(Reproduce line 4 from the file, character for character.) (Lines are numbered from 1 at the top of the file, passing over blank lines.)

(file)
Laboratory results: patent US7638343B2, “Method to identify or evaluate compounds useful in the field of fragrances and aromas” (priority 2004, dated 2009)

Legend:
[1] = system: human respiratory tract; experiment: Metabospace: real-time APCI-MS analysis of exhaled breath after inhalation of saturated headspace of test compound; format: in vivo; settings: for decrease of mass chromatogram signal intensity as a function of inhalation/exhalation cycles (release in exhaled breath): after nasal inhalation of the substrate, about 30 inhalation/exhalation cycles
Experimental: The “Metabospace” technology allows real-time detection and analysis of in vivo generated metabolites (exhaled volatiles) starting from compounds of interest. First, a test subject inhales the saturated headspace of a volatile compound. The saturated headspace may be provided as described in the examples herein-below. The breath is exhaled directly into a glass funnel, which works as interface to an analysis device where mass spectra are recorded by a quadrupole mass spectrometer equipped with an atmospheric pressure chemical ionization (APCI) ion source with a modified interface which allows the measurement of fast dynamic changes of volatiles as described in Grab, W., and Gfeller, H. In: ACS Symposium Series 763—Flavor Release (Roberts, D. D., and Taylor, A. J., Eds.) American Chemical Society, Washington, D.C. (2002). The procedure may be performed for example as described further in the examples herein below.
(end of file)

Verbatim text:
Experimental: The “Metabospace” technology allows real-time detection and analysis of in vivo generated metabolites (exhaled volatiles) starting from compounds of interest. First, a test subject inhales the saturated headspace of a volatile compound. The saturated headspace may be provided as described in the examples herein-below. The breath is exhaled directly into a glass funnel, which works as interface to an analysis device where mass spectra are recorded by a quadrupole mass spectrometer equipped with an atmospheric pressure chemical ionization (APCI) ion source with a modified interface which allows the measurement of fast dynamic changes of volatiles as described in Grab, W., and Gfeller, H. In: ACS Symposium Series 763—Flavor Release (Roberts, D. D., and Taylor, A. J., Eds.) American Chemical Society, Washington, D.C. (2002). The procedure may be performed for example as described further in the examples herein below.